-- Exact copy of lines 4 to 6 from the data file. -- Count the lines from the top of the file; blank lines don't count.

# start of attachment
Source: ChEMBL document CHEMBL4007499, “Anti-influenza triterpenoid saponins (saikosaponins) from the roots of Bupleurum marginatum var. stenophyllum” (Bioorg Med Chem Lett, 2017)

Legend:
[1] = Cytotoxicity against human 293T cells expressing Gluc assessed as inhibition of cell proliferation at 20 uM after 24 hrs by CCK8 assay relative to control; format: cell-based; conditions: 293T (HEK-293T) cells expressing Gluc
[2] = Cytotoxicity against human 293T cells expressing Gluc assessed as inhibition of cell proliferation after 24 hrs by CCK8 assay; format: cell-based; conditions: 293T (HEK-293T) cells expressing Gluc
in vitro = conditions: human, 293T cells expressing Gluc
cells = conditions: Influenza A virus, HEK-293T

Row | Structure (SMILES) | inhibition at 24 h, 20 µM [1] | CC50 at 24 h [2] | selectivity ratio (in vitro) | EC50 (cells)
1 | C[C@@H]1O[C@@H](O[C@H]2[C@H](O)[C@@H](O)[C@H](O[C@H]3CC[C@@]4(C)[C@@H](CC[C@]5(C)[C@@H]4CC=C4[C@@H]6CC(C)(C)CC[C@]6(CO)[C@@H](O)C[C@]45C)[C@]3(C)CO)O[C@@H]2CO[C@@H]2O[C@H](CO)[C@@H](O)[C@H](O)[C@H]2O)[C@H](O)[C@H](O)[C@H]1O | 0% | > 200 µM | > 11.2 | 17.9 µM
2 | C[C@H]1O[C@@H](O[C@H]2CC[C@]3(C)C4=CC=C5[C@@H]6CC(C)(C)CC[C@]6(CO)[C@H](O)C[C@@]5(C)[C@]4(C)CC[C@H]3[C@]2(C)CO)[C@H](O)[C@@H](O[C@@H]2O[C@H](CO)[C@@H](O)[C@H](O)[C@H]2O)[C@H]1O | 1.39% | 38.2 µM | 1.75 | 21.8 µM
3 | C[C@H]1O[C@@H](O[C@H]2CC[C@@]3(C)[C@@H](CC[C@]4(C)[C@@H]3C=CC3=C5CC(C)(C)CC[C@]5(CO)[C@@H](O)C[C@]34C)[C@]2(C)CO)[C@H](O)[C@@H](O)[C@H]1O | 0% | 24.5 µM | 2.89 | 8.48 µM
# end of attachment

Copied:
[2] = Cytotoxicity against human 293T cells expressing Gluc assessed as inhibition of cell proliferation after 24 hrs by CCK8 assay; format: cell-based; conditions: 293T (HEK-293T) cells expressing Gluc
in vitro = conditions: human, 293T cells expressing Gluc
cells = conditions: Influenza A virus, HEK-293T